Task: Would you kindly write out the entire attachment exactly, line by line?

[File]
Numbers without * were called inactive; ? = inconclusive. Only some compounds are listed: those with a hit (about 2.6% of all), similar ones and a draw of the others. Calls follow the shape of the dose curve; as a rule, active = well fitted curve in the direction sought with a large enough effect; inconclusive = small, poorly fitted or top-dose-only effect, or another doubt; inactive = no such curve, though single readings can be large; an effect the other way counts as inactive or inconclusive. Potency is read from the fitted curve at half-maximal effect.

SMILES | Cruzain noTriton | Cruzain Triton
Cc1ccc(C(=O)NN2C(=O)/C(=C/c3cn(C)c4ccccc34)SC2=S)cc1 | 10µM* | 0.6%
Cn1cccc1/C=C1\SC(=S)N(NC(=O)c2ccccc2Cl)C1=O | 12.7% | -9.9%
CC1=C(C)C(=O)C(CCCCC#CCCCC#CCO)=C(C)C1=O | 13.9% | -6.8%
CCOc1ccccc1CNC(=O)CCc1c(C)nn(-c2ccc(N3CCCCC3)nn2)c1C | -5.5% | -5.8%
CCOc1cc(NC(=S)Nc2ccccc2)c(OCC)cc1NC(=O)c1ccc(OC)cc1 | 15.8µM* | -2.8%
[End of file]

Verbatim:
Numbers without * were called inactive; ? = inconclusive. Only some compounds are listed: those with a hit (about 2.6% of all), similar ones and a draw of the others. Calls follow the shape of the dose curve; as a rule, active = well fitted curve in the direction sought with a large enough effect; inconclusive = small, poorly fitted or top-dose-only effect, or another doubt; inactive = no such curve, though single readings can be large; an effect the other way counts as inactive or inconclusive. Potency is read from the fitted curve at half-maximal effect.

SMILES | Cruzain noTriton | Cruzain Triton
Cc1ccc(C(=O)NN2C(=O)/C(=C/c3cn(C)c4ccccc34)SC2=S)cc1 | 10µM* | 0.6%
Cn1cccc1/C=C1\SC(=S)N(NC(=O)c2ccccc2Cl)C1=O | 12.7% | -9.9%
CC1=C(C)C(=O)C(CCCCC#CCCCC#CCO)=C(C)C1=O | 13.9% | -6.8%
CCOc1ccccc1CNC(=O)CCc1c(C)nn(-c2ccc(N3CCCCC3)nn2)c1C | -5.5% | -5.8%
CCOc1cc(NC(=S)Nc2ccccc2)c(OCC)cc1NC(=O)c1ccc(OC)cc1 | 15.8µM* | -2.8%